Banner Literacy: You always have books to recommend for everyone at Banner Literacy. Have you always been interested in children’s literature?
Terrie: I have always been an avid reader. When I started to teach, books of all kinds were an essential component of the curriculum and classroom environment. I spent, as I still do, hours in the children’s sections of local libraries. I also spent a lot of time at my favorite bookstore, The Bookstall, in Winnetka.
Banner Literacy: Was anyone in particular an influence when you first started to select books for your classroom?
Terrie: Pat, the former owner of The Bookstall, was a bookseller when I first started teaching. Every time I visited Pat, I left with an armload of books. She knew so much about children’s literature, and I would spend hours with her. One of my favorite memories involved Pat calling me at school and saying, “Don’t go home and cook dinner after school! Come up to the store. I found some books for you.” Pat really got me on the inside track of all the new books as soon as they were on the shelves. There are still great booksellers at The Bookstall today who help me select books for Banner Literacy and for work that I do in inner-city schools. Amy and Betsy have both helped me find just the right book for a student or a selection of books for a classroom.
Banner Literacy: What types of influences do you think that books have on kids?
Terrie: One thing that drives my love of books is my belief that they can be the best way to start a relationship with kids. As a teacher, I've realized this relationship is often the catalyst that gets children motivated to read. It is music to my ears when I see a child in the hall at a school, and they say, “Dr. Briggs, did you get me that book?” It’s equally exciting when I can ask a kid, “Hey, did you read that book? Do you want to talk about it during lunch?”
The great thing about children is that they are always willing to be patient if I tell them, “I know just the book you need, but it will take me a day to get it for you.” In my clinical practice, I’ll tell my students as we near the end of reading a book that, “I’ve got to start looking for a new book for you. This is my thought on a topic. What is your thought on it?” This way, they feel like they are part of the decision- making process. Motivation is always high when children feel that they are part of the process. To me, the best way teachers can reach children is to build relationships with them. I have always found the best way to start a relationship with a child through literacy is to let them know that they are important enough to me that I will find “THAT” book for THEM. This relationship is one that you can then build on for learning in the classroom or in a clinic. I think this is essential. I teach my graduate students that it is always possible to find a book related to a student’s interests. Find it, give it to him or her, and then watch the magic that happens.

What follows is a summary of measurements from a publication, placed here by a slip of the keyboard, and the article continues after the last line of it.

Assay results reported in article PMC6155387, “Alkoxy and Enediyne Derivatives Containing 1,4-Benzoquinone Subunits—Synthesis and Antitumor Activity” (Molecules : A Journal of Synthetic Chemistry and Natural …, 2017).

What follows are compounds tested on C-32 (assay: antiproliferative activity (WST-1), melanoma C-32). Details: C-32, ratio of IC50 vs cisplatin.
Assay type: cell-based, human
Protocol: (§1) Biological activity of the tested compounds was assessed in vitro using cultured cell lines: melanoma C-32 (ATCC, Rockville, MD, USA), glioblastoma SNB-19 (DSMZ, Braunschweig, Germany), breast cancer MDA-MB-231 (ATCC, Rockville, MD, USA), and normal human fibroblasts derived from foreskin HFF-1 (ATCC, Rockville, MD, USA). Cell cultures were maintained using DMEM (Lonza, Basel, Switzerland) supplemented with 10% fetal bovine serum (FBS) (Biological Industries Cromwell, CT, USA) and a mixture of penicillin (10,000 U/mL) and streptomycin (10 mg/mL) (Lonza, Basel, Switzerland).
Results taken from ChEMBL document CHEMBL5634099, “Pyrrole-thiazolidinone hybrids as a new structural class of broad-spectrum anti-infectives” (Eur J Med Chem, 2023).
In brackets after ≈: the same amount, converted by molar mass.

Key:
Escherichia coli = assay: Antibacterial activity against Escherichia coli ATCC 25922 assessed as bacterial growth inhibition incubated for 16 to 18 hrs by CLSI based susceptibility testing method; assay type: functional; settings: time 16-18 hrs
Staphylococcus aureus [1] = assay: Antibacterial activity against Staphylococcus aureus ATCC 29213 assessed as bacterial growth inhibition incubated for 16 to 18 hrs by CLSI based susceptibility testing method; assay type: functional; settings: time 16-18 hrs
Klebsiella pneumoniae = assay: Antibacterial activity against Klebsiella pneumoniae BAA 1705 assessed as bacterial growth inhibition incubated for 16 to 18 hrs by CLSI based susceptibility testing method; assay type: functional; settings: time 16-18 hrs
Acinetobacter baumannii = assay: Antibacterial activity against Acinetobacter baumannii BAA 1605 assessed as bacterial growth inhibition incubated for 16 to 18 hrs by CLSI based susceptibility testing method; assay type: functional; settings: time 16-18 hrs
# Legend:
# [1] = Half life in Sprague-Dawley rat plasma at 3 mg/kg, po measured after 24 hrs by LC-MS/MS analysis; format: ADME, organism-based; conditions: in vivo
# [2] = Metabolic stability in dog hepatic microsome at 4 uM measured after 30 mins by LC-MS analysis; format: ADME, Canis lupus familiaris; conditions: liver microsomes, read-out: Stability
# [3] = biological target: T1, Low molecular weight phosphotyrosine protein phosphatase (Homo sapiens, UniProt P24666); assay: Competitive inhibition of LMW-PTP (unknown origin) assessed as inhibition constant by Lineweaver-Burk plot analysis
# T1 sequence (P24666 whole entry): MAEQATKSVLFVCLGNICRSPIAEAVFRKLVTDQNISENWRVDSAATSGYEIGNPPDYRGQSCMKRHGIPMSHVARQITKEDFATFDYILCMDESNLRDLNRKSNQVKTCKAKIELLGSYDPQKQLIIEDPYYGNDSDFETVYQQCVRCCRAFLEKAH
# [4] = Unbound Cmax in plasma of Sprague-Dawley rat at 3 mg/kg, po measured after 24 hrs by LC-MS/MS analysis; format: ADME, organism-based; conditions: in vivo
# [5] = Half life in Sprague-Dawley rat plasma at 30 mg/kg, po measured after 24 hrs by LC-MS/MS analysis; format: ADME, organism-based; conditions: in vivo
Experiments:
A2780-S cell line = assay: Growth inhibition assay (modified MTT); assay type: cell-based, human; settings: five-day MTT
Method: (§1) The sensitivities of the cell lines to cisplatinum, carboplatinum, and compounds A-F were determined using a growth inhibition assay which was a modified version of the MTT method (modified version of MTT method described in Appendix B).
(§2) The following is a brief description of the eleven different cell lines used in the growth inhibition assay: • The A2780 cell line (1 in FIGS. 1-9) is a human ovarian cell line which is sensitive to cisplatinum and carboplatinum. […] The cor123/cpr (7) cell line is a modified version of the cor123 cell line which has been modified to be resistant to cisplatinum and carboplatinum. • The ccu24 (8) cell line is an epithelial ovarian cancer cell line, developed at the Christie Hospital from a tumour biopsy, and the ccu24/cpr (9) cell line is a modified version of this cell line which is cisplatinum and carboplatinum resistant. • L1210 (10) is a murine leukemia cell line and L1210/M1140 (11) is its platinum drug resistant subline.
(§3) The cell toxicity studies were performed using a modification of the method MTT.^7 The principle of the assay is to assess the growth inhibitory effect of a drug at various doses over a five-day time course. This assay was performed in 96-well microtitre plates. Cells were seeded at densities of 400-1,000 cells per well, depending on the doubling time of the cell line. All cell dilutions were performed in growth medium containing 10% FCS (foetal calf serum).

Banner Literacy: Besides forging relationships, what else do you like about children’s books?
Terrie: I find joy in watching a kid fall in love with a book. When that happens, they make multiple connections, they begin talking more about the characters, and they reflect more deeply. Basically, they do all the things we want good readers to do with a book. I think the chances of this happening are excellent when you are extremely particular about the books you offer kids.
Banner Literacy: What is your secret to finding great books?
Terrie: I have no problem combing through the stacks to find a book, and I have a lot of resources that help. I am always online looking at Goodreads, Amazon, public libraries as well as my favorite bookstores. I also collect any booklist that I can get my hands on.
Banner Literacy: Why do you like to read in general?
Terrie: I am in “flow” when I read. I get jittery if I don’t have a good book that is waiting for me. I read anything and everything. For example, I just finished a children’s book, Jefferson’s Book. I am working with a child who is interested in the Civil War, and I want to show him an aspect of slavery that we rarely talk about ... the Founding Fathers had slaves. I am partial to history, but I read and enjoy any genre. I am pretty nosey – I like to know about everything!
Banner Literacy: What are some of your favorite kids’ books?
Terrie: Blueberries for Sal by Robert McCloskey is a favorite that I opened every school year with. Eleanor Roosevelt is a photo-biography that is another favorite. Have I said I really like history? I just read The War That Saved My Life; a chapter book for elementary kids that gave me new insights into life during World War Two. I have a large stash of baseball books from a unit I did on baseball when I was teaching in the classroom. I still use two of those books with middle school students (The Violin and The Bat Boy and Teammates). These books have a lot of lessons about racial inequality and empathy that are wonderful for “Grand Discussions.” My list of favorites is actually probably endless!